The researchers found that cities can permanently achieve pandemic-low air pollution levels by accelerating the ongoing switch to zero-emission vehicles, as well as extra walking, cycling, public transport and teleworking.

In Madrid, 10% of all kilometres travelled by light- and heavy-commercial vehicles, as well as 94% of car-km, would have to go zero emission to replicate lockdown levels. In Paris, 67% of all kilometres driven by cars, vans and trucks need to go zero emissions.

Public transport doing its part

Denmark leads the way when it comes to putting zero-emission urban buses on the streets in Europe, with 78% of new vehicles being electric, according to the latest data from T&E. In Luxembourg and the Netherlands about two-thirds of new buses are zero emissions.

In Sweden, Norway and Finland, respectively 26%, 24%, and 23% of urban buses registered in 2019 were zero emission (electric or hydrogen). Worryingly, Italy, Poland, Germany, the UK, Spain and France, which buy 70% of the urban buses sold in Europe, lag behind. In 2019, less than 10% of their newly registered urban buses were electric or hydrogen.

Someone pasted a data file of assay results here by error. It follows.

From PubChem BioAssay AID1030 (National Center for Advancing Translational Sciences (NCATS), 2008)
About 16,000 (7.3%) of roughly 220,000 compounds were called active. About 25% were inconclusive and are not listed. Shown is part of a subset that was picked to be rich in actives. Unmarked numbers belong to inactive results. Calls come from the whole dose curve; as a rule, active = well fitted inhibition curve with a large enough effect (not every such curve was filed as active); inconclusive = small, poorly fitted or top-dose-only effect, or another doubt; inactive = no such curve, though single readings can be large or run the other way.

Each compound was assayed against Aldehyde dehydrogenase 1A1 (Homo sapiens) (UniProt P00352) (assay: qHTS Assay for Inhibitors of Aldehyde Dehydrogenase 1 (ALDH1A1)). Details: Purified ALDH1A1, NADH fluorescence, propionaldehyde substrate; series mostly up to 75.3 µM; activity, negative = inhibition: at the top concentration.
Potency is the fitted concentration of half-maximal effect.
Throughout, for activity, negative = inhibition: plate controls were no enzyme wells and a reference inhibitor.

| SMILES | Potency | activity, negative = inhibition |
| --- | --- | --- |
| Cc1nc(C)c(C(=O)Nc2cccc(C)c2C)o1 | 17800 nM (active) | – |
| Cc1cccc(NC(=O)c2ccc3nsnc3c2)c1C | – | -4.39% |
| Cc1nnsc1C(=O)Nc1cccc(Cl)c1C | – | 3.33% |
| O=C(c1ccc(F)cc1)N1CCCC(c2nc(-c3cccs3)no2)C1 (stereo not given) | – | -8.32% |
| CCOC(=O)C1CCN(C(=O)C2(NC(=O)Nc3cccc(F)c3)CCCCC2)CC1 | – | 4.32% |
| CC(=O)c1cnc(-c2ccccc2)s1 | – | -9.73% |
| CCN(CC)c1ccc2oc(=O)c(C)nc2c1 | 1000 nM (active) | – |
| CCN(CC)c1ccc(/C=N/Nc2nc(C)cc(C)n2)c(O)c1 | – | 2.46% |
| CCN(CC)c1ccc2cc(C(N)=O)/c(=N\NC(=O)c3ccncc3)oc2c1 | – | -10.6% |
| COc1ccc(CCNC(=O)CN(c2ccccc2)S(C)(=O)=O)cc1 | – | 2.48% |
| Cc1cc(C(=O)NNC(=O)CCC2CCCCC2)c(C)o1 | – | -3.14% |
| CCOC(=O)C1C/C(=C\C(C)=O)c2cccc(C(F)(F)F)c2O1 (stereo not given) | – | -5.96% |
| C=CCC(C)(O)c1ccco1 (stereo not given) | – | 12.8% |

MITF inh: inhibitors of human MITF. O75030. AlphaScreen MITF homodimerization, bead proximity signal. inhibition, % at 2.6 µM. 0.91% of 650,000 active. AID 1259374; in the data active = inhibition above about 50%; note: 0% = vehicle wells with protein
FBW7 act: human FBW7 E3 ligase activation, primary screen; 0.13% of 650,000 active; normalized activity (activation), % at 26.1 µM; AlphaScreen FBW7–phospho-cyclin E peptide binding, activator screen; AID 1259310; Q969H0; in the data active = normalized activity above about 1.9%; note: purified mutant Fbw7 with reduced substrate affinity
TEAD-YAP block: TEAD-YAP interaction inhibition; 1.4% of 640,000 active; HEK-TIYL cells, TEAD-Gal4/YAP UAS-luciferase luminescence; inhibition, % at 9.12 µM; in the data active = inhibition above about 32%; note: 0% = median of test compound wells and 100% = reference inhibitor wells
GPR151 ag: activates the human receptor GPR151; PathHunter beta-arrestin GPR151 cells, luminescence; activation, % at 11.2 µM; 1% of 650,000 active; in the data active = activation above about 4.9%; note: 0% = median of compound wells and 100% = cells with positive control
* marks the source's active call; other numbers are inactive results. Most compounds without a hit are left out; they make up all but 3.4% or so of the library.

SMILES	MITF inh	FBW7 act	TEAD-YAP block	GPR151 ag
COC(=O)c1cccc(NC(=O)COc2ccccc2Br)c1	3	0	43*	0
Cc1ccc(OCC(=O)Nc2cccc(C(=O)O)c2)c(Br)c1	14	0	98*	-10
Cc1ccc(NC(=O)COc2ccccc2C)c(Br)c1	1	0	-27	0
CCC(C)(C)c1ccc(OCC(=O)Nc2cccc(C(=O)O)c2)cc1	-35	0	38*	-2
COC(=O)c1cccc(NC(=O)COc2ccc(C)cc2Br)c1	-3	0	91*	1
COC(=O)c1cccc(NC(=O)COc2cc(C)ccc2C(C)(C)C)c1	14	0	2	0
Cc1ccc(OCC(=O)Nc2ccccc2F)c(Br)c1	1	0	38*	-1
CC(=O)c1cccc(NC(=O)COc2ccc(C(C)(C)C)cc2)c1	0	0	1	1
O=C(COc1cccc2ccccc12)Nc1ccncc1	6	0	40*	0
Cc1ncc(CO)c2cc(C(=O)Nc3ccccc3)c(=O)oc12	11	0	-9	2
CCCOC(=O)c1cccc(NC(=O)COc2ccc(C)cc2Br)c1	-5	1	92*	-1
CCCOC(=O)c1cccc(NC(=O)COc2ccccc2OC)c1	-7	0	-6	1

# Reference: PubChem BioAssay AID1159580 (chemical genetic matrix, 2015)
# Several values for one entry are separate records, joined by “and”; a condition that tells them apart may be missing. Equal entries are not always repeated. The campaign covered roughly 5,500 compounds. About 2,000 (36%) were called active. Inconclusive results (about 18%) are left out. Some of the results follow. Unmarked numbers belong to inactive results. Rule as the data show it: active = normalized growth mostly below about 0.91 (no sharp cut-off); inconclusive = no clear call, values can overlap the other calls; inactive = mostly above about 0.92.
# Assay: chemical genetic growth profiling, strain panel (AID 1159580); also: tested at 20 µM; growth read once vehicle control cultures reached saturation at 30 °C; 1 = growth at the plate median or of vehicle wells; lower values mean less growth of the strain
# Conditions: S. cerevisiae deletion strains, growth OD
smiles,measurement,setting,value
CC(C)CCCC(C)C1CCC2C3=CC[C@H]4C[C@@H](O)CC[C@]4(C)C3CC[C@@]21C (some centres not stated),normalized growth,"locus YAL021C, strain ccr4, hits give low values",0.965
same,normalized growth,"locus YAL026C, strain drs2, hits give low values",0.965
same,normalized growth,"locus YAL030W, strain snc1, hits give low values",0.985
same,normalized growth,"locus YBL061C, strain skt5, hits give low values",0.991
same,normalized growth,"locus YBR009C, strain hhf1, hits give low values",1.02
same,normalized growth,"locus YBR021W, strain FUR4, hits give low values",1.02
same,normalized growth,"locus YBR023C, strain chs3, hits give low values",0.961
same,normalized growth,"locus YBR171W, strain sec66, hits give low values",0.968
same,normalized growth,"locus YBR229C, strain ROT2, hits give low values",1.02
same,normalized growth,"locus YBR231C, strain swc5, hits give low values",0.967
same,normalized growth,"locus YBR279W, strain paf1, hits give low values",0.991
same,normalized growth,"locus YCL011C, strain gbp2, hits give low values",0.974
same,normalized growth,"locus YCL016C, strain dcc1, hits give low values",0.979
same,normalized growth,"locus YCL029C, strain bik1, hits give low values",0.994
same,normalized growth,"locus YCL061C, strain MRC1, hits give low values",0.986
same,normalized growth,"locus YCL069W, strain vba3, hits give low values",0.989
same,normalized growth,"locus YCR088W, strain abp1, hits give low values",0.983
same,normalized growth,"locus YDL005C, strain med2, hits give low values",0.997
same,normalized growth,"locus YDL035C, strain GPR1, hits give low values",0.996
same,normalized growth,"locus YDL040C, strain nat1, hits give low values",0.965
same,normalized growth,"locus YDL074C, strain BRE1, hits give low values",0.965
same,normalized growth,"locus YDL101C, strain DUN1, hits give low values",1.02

Germany took a significant step forward last year, though, and is now financing 80% of the higher purchase cost of e-buses. And Poland announced that in cities with populations of 100 000 or more, all public transport will be fully electric by 2030, allocating €290 million to support this objective.

But more member states need to step up, and T&E highlights that the EU’s €700 billion Covid recovery fund is a clear way to finance e-bus deployment. This will be essential for the countries at the bottom of the table: Austria and Ireland registered no zero-emission urban buses in 2019, while in Switzerland and Greece less than 4% of new buses were emissions free.

“Urban bus fleets drive millions of kilometres every year,” points out James Nix, freight manager at T&E. “If we want to decarbonise our cities, these vehicles must become emissions free as soon as possible. Nordic states, Luxembourg and the Netherlands are showing how to put e-buses on the road. Other countries, especially those buying a lot of buses, like Italy, Spain and France, and those at the very start of the transition, such as Austria, need to step it up.”